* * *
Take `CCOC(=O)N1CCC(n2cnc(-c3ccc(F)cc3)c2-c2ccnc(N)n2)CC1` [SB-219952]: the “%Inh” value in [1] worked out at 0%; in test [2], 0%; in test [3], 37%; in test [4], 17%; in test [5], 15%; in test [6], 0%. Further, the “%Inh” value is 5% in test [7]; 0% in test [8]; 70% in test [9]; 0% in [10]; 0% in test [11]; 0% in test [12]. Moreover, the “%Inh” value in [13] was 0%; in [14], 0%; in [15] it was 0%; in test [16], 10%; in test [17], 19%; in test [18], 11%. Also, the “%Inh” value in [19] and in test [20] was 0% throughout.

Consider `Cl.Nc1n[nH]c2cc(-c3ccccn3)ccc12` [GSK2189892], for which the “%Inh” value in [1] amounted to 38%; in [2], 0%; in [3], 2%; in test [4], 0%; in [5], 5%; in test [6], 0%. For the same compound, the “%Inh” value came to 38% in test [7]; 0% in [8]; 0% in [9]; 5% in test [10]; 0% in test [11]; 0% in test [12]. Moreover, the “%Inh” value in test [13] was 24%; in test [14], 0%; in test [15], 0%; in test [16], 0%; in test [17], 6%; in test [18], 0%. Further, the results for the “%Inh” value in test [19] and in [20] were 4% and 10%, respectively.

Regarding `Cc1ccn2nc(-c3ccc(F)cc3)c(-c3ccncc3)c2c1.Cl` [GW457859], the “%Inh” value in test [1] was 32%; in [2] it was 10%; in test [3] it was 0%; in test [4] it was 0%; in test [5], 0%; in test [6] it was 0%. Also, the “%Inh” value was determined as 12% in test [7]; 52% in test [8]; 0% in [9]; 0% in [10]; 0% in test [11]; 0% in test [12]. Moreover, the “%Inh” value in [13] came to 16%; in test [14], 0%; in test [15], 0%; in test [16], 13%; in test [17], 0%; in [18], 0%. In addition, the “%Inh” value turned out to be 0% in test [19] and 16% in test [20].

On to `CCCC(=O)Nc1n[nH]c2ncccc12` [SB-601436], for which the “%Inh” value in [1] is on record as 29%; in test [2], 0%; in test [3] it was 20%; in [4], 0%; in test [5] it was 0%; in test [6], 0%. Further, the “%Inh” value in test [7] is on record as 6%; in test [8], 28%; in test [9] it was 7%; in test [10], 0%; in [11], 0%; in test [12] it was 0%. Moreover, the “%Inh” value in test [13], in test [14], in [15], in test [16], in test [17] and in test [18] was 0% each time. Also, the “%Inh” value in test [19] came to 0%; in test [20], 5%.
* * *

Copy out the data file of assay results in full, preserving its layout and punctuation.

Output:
Take `CCOC(=O)N1CCC(n2cnc(-c3ccc(F)cc3)c2-c2ccnc(N)n2)CC1` [SB-219952]: the “%Inh” value in [1] worked out at 0%; in test [2], 0%; in test [3], 37%; in test [4], 17%; in test [5], 15%; in test [6], 0%. Further, the “%Inh” value is 5% in test [7]; 0% in test [8]; 70% in test [9]; 0% in [10]; 0% in test [11]; 0% in test [12]. Moreover, the “%Inh” value in [13] was 0%; in [14], 0%; in [15] it was 0%; in test [16], 10%; in test [17], 19%; in test [18], 11%. Also, the “%Inh” value in [19] and in test [20] was 0% throughout.

Consider `Cl.Nc1n[nH]c2cc(-c3ccccn3)ccc12` [GSK2189892], for which the “%Inh” value in [1] amounted to 38%; in [2], 0%; in [3], 2%; in test [4], 0%; in [5], 5%; in test [6], 0%. For the same compound, the “%Inh” value came to 38% in test [7]; 0% in [8]; 0% in [9]; 5% in test [10]; 0% in test [11]; 0% in test [12]. Moreover, the “%Inh” value in test [13] was 24%; in test [14], 0%; in test [15], 0%; in test [16], 0%; in test [17], 6%; in test [18], 0%. Further, the results for the “%Inh” value in test [19] and in [20] were 4% and 10%, respectively.

Regarding `Cc1ccn2nc(-c3ccc(F)cc3)c(-c3ccncc3)c2c1.Cl` [GW457859], the “%Inh” value in test [1] was 32%; in [2] it was 10%; in test [3] it was 0%; in test [4] it was 0%; in test [5], 0%; in test [6] it was 0%. Also, the “%Inh” value was determined as 12% in test [7]; 52% in test [8]; 0% in [9]; 0% in [10]; 0% in test [11]; 0% in test [12]. Moreover, the “%Inh” value in [13] came to 16%; in test [14], 0%; in test [15], 0%; in test [16], 13%; in test [17], 0%; in [18], 0%. In addition, the “%Inh” value turned out to be 0% in test [19] and 16% in test [20].

On to `CCCC(=O)Nc1n[nH]c2ncccc12` [SB-601436], for which the “%Inh” value in [1] is on record as 29%; in test [2], 0%; in test [3] it was 20%; in [4], 0%; in test [5] it was 0%; in test [6], 0%. Further, the “%Inh” value in test [7] is on record as 6%; in test [8], 28%; in test [9] it was 7%; in test [10], 0%; in [11], 0%; in test [12] it was 0%. Moreover, the “%Inh” value in test [13], in test [14], in [15], in test [16], in test [17] and in test [18] was 0% each time. Also, the “%Inh” value in test [19] came to 0%; in test [20], 5%.